Short hitter Donald shows there is other ways to the top

By Doug FergusonSeptember 20, 2011, 11:09 pm

ATLANTA – Luke Donald is unlike any other No. 1 player in golf over the last two decades.

No, he still hasn’t won a major.

What sets Donald apart from Lee Westwood and Martin Kaymer most recently, from Tiger Woods for an entire decade, and from Vijay Singh and David Duval during their brief stay at the top, is the way he hits the ball.

In an era of extra large off the tee, Donald still wears a medium.

He is No. 147 in driving distance, and while Donald isn’t exactly a peashooter, no one will ever talk about how he can overpower any golf course except for the Par 3 Course at Augusta National.

The only numbers that matter, however, is that he has been No. 1 in the world longer than anyone else this year. He is No. 1 in Vardon Trophy for the lowest adjusted scoring average. He is No. 1 on the European Tour money list and No. 2 on the PGA Tour money list, with a chance to become the first player to win money titles on both sides of the Atlantic.

And along with three wins this year, he has finished out of the top 10 in only five of the 20 tournaments he has played this year.

In some respects, he has become an inspiration to those who don’t fall out of bed and crack 300-yard drives.

“Getting to No. 1, a lot of people wouldn’t have thought I could get there with my kind of a game,” Donald said. “I’m more of a traditional player. That’s kind of my legacy right now, that I’ve been able to get to No. 1 without being a modern-day player. Through hard work and a little bit of thought, I’ve been able to do it.”

Mark Wilson, a two-time winner on the PGA Tour this year who is No. 132 in driving distance, has been paying attention to his limitations for years. He drew inspiration from Zach Johnson winning the Masters in 2007, when he laid up on the all the par 5s; from Jim Furyk winning the FedEx Cup last year and reaching No. 2 in the world when Woods was at his peak; and most recently, from Donald.

“I remember there was talk 10 years ago how there’s no way a Justin Leonard or a Luke Donald or a Mark Wilson could be No. 1 in the world because they don’t hit it far enough,” Wilson said. “I’ve gotten really mature in the last 12 months to work more on my wedges and realize that’s where the game ultimately lies.

“It is an inspiration to see Luke at No. 1 in the world. He’s always at the top of the leaderboard.”

There’s no reason to think that cannot continue, even if the traditional game is becoming less common. Power will always have an advantage in golf. It was like that for Bobby Jones and for Jack Nicklaus. John Daly made power golf appealing 20 years ago. Woods refined it.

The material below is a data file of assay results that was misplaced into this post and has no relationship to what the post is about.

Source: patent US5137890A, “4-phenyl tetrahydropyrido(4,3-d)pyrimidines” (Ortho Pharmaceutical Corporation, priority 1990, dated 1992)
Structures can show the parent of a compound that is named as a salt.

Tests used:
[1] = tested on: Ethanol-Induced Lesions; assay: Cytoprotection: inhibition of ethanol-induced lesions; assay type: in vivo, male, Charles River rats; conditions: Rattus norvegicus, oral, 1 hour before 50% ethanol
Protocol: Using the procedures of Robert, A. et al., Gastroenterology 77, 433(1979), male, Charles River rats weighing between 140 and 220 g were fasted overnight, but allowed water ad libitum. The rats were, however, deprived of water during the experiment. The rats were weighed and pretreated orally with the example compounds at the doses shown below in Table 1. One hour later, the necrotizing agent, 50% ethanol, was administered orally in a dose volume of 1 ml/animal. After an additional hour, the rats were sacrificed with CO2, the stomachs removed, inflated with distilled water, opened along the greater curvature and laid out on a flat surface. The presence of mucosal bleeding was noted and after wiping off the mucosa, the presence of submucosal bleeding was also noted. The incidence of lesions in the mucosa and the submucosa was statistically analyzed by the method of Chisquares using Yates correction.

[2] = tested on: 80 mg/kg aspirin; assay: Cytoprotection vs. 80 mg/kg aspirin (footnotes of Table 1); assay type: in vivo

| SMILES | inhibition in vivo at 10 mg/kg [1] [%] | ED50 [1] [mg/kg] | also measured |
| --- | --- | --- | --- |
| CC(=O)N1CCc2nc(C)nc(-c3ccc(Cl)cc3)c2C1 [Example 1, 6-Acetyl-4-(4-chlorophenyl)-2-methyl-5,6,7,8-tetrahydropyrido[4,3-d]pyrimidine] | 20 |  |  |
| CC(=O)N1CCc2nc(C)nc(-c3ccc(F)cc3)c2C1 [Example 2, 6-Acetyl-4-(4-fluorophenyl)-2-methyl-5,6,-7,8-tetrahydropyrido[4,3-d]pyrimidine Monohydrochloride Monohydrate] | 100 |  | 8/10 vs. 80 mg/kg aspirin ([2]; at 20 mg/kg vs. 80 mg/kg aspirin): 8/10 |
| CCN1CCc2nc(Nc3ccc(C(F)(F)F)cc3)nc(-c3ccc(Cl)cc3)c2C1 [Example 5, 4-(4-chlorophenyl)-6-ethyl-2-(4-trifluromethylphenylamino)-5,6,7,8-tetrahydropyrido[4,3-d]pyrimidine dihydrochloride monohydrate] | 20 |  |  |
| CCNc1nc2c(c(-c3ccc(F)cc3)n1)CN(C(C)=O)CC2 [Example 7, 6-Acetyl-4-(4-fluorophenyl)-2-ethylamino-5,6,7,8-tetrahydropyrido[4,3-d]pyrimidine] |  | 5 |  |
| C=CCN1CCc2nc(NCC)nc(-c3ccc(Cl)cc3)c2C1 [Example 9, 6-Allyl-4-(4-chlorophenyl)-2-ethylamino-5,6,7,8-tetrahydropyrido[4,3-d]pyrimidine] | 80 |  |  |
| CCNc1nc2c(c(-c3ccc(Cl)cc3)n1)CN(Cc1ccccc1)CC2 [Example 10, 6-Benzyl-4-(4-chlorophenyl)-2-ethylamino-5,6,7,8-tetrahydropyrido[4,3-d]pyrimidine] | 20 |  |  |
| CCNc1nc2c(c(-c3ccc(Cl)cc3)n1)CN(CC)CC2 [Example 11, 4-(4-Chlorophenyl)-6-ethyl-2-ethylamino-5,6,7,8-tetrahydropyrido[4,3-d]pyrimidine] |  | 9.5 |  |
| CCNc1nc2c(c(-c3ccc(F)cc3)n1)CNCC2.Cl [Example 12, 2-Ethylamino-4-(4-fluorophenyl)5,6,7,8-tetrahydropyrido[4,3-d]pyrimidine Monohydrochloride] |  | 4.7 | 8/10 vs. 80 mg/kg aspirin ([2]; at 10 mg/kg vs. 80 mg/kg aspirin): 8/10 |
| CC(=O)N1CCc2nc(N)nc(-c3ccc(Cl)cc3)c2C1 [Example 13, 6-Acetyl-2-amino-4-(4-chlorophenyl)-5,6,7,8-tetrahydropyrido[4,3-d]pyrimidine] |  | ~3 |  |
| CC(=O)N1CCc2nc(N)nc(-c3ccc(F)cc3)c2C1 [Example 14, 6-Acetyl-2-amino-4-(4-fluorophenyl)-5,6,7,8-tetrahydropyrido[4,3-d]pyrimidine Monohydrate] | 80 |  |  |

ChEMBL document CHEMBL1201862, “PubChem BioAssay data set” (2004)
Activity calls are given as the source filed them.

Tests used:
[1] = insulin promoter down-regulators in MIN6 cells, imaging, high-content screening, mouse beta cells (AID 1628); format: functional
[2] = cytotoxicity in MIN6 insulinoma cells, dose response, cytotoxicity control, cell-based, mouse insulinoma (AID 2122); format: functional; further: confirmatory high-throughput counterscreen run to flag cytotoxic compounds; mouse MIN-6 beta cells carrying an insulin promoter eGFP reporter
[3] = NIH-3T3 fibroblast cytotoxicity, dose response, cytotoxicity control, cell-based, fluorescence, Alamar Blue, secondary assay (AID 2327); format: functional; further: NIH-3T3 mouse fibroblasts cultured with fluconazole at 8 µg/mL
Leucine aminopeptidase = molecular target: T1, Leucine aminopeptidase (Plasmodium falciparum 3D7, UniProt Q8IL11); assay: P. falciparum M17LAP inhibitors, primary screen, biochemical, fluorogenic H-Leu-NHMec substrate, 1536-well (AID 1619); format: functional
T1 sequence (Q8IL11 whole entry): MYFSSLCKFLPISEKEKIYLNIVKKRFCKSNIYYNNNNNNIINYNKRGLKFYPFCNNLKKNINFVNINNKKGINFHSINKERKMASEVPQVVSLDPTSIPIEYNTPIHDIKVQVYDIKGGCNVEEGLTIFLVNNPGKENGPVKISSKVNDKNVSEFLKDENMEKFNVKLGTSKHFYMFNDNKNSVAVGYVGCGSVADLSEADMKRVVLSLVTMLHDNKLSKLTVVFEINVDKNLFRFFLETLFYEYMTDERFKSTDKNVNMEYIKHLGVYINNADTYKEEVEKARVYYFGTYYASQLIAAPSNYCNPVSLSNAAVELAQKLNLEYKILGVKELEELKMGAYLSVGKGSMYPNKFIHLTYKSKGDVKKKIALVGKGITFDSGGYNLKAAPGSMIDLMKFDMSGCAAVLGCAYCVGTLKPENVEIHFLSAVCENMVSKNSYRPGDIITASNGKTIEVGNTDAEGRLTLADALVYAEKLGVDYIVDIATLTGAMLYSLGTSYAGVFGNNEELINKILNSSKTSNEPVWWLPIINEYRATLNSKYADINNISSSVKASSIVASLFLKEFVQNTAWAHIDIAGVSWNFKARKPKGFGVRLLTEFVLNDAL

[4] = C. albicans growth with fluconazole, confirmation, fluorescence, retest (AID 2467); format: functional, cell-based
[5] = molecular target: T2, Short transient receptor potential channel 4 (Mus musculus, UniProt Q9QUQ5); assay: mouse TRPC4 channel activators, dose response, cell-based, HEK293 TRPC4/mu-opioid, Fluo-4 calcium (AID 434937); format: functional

It’s becoming harder to find a promising young player who doesn’t smash it.

“Most of the guys you see coming out now, they all bomb it,” said Dustin Johnson, who does just that. “It seems like that’s kind of a trend now. I don’t know any guys that have come out in the last couple years that were short hitters that are at the top of the PGA Tour.”

The mistake can be chasing after distance.

Matteo Manassero, the 18-year-old from Italy who already has won twice on the European Tour, talks about trying to add distance, even though he has spent his young career making sure his short game is immaculate because it has to be. It has worked so far.

“I chase it every week,” said David Toms, whose 13 career tour wins include a major. “It seems like I ask for another driver every week and always go back to the same one.”

The year after winning the PGA Championship, Toms played the opening round at Hazeltine with Woods and Ernie Els, two power hitters that made him question what he was doing out there. Then again, this has gone on for years, and Toms has lost track of how many times his wife got tired of listening to it. Her message: He’s done all right with what he has.

“It was funny, I had just gotten back from Boston when I played with Bubba the first or second day,” Toms said. “My son asked me something about his golf swing. I said, ‘Don’t worry about your swing, you need to go to the weight room.’ And that’s when she went off on me again.”

The danger of chasing distance is ruining what already was working. Donald tried that himself in 2007, when he was obsessed with more distance to the point it affected a classic swing. He also wonders if it contributed to a wrist injury a year later that led to surgery and kept him out of the Ryder Cup. Those were lean times.

He might not hit it far, but he hits it far enough. And it doesn’t hurt that his work ethic is as strong as anyone in golf.

Few can appreciate what Donald has done better than Justin Leonard, who turned pro just as professional golf was becoming all about power. Leonard went nine years without missing a Tour Championship. He won 12 times, including the British Open. He lost in a playoff at two other majors and was the 54-hole leader in another.